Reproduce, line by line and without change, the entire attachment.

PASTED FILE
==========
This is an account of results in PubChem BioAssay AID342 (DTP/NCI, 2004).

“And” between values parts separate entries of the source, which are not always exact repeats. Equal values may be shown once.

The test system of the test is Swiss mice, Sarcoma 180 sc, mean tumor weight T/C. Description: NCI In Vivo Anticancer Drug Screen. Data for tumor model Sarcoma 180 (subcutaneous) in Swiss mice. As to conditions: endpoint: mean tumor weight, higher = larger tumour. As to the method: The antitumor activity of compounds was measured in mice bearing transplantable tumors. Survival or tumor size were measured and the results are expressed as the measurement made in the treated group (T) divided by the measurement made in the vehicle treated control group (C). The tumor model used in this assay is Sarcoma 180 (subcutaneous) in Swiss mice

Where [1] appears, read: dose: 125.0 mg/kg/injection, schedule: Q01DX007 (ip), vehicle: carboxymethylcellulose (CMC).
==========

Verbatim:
This is an account of results in PubChem BioAssay AID342 (DTP/NCI, 2004).

“And” between values parts separate entries of the source, which are not always exact repeats. Equal values may be shown once.

The test system of the test is Swiss mice, Sarcoma 180 sc, mean tumor weight T/C. Description: NCI In Vivo Anticancer Drug Screen. Data for tumor model Sarcoma 180 (subcutaneous) in Swiss mice. As to conditions: endpoint: mean tumor weight, higher = larger tumour. As to the method: The antitumor activity of compounds was measured in mice bearing transplantable tumors. Survival or tumor size were measured and the results are expressed as the measurement made in the treated group (T) divided by the measurement made in the vehicle treated control group (C). The tumor model used in this assay is Sarcoma 180 (subcutaneous) in Swiss mice

Where [1] appears, read: dose: 125.0 mg/kg/injection, schedule: Q01DX007 (ip), vehicle: carboxymethylcellulose (CMC).